user presses a button on the Geiger counter RNG. The interface is a 6
pin FTDI header, and it transmits TTL serial data at 9600 baud. A
standard FTDI USB cable connects the Geiger counter RNG to the
laptop. The serial TTY was configured as follows:

    stty -F /dev/ttyUSB0 9600 raw

Pressing the button caused 64 bytes of entropy to be entered into the
computation program, without displaying it to the laptop screen, using
the following command:

    head -c 128 /dev/ttyUSB0 | ./compute

A picture of the RNG, tube, and source can be seen at
https://twitter.com/RyanPierce_Chi/status/954044819856347137

Side channel defenses
=====================

Andrew procured a laptop to serve as the compute node, purchased from
a randomly chosen 1 out 4 nearby Walmarts and/or Best Buys. The laptop
purchased was an HP Jaguar 15‑bs060wm, with 8GB of RAM and an Intel
i3-7100U processor (2.4 GHz, 2 cores). The laptop was booted from a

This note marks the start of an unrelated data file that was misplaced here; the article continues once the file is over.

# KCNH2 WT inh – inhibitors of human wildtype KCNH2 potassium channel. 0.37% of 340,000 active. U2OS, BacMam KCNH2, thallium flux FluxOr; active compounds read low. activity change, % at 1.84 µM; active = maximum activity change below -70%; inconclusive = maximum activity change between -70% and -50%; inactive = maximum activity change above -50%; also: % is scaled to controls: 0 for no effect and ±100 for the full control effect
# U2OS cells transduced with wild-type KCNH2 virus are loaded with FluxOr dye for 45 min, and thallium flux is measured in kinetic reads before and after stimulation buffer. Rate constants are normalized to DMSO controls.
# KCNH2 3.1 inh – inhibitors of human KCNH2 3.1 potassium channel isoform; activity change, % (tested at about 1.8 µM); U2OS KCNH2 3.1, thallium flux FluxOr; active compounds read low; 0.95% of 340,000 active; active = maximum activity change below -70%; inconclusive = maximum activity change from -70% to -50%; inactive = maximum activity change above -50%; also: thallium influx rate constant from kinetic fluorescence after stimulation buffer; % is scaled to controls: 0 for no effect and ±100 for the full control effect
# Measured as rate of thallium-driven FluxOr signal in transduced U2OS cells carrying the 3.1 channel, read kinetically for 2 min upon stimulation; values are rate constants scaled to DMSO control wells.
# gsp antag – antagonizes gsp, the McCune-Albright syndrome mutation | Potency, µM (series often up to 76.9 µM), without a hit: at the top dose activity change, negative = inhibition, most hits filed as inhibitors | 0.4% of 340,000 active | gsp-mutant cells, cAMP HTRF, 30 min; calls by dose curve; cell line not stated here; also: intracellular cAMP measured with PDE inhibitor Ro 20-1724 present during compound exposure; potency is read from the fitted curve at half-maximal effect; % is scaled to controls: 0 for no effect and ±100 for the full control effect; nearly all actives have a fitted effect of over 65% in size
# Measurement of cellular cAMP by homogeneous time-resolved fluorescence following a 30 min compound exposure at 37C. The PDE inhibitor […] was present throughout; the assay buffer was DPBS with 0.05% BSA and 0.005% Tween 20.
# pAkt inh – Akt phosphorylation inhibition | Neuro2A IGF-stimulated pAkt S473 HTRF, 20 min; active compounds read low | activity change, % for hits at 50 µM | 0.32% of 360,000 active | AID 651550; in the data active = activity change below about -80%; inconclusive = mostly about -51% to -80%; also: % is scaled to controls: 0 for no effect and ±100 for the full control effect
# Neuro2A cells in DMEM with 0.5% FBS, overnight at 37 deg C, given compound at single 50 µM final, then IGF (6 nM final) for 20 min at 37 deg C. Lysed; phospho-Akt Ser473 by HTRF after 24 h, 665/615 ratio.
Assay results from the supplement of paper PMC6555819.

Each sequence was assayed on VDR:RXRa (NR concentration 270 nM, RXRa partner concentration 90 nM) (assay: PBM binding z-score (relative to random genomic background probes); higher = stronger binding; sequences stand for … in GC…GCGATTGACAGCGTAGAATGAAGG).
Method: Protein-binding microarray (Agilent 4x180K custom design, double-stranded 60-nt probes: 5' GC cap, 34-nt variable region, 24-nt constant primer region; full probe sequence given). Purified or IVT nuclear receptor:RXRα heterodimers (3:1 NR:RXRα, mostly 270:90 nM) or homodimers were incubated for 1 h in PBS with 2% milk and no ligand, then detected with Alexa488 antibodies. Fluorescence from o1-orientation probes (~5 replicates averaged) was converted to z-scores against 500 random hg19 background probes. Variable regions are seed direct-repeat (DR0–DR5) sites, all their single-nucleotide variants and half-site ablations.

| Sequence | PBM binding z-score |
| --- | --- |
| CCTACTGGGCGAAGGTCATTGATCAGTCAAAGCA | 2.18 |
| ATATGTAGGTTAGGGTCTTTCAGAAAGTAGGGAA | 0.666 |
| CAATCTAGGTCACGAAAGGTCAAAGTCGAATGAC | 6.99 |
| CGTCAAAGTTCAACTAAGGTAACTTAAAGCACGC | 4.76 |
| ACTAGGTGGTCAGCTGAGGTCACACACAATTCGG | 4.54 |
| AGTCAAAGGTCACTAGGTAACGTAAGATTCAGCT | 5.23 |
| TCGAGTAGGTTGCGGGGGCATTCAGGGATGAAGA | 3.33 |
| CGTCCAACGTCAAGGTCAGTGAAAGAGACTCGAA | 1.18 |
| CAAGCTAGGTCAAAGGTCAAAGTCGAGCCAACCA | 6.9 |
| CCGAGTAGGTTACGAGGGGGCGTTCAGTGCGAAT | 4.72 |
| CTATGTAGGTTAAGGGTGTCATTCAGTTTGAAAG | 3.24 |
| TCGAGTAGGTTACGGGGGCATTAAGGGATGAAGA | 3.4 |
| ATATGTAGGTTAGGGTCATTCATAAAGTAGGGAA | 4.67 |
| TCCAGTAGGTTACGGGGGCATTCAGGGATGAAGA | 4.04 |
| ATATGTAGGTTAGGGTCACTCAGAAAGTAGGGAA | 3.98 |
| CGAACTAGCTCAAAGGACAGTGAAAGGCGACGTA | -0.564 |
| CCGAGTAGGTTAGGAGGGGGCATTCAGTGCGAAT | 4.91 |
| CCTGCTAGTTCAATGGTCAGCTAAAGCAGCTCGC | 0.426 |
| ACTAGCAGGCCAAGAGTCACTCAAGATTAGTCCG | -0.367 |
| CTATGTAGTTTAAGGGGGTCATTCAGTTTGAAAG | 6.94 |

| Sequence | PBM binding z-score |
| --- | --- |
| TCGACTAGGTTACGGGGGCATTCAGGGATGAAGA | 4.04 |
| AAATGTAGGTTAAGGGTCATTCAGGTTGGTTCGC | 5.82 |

USB drive with Ubuntu 16.04. The hard drives and wifi were disabled in
software, but were *not* removed due to the difficulty in unscrewing
the laptop.

To reduce the risk of side channel attacks, we performed our
contribution to the ceremony while airborne in Ryan's Piper
Cherokee. Ryan and Andrew were the only occupants in the aircraft. No
mobile phones were powered on during the flight. The only mobile
device in use was an iPad 2, with cellular and WiFi disabled but
Bluetooth and GPS enabled, running ForeFlight electronic flight bag
software. We departed on a VFR flight from Waukegan airport (KUGN),
located in Illinois, near the Wisconsin border. Once we reached 3,000
feet AMSL, Ryan performed a 360 degree steep turn to assure ourselves